COLUMBUS, Ohio — Today is July 1, which means that this is the day that the University of Maryland and Rutgers University officially become members of the Big Ten Conference.
Hello Maryland and Rutgers, Welcome to the B1G!
By Tony Gerdeman
To put it in terms Rutgers could better understand, today is the day when you replaced that gaping hole in your ceiling with a brand new seven-bedroom house in the good part of town.
No more soft spots in the floor, no more doors that don't work, no more raccoons in the kitchen, and no more chalk outlines of bodies everywhere you turn!
Soon you'll have more money than you'll ever know what to do with, which just means your hair is going to get really, really big and your already loud demeanor will only increase. But at least you'll be able to afford better cigarettes now.
It is certainly a new day in the Big Ten, and not everybody is happy about it. I'm not exactly thrilled, but I get it. I won't say "There goes the neighborhood", but don't expect me to bring you over a casserole either.
Just promise us that when you beat Michigan this year, you'll pretend to be a little bit shocked. It's sort of a common courtesy among Big Ten members when it comes to the Wolverines. It's like finding out that somebody is throwing you a surprise party, but you still have to act surprised. Don't ruin the illusion. Remember, the Big Ten is all about traditions, and this is one of the biggest.
But today is not just a great day for Rutgers, as it is also a great day for the Big Ten. Why? Because it makes the addition of Maryland look so much better by comparison.
Basically, Maryland is a five, but standing next to a three like Rutgers -- and in the right light -- suddenly it can pass for a seven-and-a-half.
That being said, I do believe that both Maryland and Rutgers are sleeping giants. If Rutgers can keep their state's best players and Maryland can get their next coach sooner rather than later, I think both programs will become perennial bowl teams.
Though the fact that the Big Ten just added two teams who will be striving to become perennial bowl teams feels a little bit like having a water balloon fight while drowning.
I know better than to doubt Jim Delany, however, and so I won't do it here. I've said this before, but I am one of the few college football writers who doesn't believe he is smarter than Delany.
Delany and the Big Ten can only open the vault doors for the schools. What they do with the money after that is entirely up to them.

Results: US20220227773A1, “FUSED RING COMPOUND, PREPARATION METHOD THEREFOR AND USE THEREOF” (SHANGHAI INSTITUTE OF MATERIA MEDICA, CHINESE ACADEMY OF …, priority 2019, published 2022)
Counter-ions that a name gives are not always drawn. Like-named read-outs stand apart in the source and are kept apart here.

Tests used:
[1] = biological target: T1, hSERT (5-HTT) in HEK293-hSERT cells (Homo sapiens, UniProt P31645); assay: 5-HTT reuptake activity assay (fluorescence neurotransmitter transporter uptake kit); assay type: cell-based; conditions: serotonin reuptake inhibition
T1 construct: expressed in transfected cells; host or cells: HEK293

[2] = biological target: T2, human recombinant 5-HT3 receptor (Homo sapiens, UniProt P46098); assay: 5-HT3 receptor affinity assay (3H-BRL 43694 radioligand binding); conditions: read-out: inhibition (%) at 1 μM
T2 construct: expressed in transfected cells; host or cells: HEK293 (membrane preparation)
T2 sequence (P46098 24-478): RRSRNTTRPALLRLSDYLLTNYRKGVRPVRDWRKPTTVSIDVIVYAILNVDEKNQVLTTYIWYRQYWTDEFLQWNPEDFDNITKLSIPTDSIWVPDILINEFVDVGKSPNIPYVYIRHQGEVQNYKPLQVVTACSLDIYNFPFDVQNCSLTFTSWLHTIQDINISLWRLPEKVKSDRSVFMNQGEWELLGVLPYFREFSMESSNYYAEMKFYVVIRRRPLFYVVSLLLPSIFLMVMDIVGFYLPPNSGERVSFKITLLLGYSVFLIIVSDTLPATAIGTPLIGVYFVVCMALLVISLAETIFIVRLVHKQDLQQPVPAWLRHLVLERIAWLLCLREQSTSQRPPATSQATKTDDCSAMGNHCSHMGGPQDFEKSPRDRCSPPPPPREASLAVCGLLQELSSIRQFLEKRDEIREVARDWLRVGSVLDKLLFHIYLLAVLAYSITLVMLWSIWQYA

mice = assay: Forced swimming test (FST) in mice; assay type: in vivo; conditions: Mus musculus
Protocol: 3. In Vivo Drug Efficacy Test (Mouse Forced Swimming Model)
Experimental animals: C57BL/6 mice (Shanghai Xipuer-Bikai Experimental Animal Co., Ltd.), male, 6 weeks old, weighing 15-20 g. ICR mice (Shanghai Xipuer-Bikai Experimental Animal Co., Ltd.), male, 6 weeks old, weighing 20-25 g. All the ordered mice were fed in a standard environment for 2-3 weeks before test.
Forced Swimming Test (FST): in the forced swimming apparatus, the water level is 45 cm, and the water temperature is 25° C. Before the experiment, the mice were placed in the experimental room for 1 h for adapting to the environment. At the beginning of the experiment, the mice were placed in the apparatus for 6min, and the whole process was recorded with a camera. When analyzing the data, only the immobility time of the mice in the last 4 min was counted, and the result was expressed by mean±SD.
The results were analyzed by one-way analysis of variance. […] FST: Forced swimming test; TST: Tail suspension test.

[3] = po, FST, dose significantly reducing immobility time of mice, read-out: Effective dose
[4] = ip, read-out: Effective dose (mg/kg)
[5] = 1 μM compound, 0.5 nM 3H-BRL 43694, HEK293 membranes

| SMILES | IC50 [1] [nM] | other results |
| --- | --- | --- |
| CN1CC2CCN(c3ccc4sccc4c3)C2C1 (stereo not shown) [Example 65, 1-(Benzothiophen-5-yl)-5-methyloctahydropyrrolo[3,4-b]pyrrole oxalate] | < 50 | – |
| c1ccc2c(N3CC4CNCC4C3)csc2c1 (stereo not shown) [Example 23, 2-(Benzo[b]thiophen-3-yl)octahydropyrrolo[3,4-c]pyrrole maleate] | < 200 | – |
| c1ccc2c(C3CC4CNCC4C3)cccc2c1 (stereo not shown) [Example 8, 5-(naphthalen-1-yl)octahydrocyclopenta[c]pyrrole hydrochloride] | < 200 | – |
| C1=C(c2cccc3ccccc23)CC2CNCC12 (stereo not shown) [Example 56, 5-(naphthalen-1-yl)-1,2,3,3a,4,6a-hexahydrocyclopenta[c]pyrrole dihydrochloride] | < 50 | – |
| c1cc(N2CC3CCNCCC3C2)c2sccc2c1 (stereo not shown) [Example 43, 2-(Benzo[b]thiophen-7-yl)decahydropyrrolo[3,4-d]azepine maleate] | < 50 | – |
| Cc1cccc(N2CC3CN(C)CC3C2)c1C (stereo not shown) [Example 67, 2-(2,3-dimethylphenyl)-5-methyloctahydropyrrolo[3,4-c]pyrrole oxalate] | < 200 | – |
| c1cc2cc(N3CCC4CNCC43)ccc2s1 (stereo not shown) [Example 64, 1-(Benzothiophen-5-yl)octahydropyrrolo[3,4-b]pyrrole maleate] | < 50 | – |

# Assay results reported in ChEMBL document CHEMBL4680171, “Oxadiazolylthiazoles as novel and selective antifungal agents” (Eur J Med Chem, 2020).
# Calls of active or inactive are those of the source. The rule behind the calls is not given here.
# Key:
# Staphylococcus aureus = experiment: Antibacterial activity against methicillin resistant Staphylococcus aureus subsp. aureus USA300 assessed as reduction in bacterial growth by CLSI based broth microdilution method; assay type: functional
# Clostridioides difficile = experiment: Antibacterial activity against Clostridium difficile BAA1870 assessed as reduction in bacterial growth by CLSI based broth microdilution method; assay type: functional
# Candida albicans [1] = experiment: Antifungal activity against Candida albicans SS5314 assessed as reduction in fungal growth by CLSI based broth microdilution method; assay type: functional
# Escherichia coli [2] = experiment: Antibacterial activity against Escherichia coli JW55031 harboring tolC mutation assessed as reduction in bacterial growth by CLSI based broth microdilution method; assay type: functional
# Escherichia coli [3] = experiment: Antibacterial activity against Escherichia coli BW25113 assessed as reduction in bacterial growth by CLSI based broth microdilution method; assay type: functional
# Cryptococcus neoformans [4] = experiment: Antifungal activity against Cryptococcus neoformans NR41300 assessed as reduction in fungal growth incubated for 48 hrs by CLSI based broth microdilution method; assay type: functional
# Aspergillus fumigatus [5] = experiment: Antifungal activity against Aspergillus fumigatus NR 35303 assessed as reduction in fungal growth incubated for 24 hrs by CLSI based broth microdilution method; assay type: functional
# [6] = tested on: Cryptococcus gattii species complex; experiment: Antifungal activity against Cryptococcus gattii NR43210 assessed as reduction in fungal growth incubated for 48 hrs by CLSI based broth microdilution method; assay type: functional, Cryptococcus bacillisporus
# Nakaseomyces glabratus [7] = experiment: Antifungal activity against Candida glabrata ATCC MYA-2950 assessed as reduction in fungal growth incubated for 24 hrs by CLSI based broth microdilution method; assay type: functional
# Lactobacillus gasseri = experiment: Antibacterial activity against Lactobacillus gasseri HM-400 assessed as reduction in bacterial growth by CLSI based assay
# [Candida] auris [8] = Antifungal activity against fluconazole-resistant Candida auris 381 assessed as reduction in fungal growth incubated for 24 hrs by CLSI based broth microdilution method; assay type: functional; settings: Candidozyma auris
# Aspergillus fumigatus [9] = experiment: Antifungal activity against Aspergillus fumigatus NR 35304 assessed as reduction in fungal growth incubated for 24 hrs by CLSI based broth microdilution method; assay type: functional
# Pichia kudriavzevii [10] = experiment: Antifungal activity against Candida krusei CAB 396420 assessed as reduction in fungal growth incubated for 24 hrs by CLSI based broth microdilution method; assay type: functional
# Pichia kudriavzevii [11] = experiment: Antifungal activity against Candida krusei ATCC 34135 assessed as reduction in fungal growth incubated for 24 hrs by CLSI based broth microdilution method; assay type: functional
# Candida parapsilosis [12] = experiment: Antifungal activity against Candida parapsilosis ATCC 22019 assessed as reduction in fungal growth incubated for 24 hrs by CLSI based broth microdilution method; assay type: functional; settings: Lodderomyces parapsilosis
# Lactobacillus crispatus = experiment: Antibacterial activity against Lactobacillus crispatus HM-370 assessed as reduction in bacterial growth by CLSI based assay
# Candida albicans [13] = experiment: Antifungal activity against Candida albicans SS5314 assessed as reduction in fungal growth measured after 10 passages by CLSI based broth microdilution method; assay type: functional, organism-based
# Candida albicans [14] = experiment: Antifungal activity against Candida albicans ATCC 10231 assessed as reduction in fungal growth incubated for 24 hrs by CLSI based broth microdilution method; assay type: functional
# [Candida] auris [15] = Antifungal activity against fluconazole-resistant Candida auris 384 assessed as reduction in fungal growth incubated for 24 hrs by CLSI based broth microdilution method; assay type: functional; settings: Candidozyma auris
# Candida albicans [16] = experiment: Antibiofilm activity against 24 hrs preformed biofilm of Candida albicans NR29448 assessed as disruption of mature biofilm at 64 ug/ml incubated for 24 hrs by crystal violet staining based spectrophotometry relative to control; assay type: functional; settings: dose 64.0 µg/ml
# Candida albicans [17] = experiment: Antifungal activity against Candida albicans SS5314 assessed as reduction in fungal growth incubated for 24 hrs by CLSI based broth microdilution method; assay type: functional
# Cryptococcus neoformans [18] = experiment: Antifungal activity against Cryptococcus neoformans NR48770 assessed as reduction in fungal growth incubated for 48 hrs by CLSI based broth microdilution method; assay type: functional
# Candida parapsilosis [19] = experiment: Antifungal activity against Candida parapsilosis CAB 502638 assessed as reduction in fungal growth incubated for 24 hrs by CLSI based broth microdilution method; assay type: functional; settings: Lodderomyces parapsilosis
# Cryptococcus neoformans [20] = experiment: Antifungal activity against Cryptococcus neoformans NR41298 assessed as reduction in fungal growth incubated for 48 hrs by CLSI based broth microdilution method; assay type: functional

Rest assured, however, that life is going to change for the Maryland and Rutgers athletic programs. For one, people will actually pay attention to them when they fail, especially when it happens in a bowl game.
But hey, any attention is good attention, right Dave Brandon?
Their reputation will also rise and fall with Ohio State's postseason results for some reason.
One good thing about the move is that all of their games will now be on television. The bad news, however, is that all of their games will now be on television.
Fortunately for them both, they have been placed into a division where they have absolutely zero expectations. That means if they have even a little bit of success, they are guaranteed to have a Big Ten Coach of the Year on their sidelines.
That's not always a good thing, however, as sometimes a coach can turn those awards into a contract that is impossible to get out of. When that happens, there isn't really anything you can do about it. It's just best to learn to make friends with the pain.
One underrated benefit of today's addition is that now Penn State will have a couple of neighbors to feud with and they won't have to put so much of their energy and disappointment into feuding with Ohio State.
Yes, today is a great day for two storied universities, and it is also a great day for Rutgers and Maryland.
People may question this move for the foreseeable future, but when Maryland is collecting bowl wins against Utah, and Rutgers is upsetting Tulane on the road in both basketball and football, I think they will begin to come around.
After today the Big Ten will never be the same, and eventually it will even be better off.
Until that happens, however, we can just blame Rutgers.
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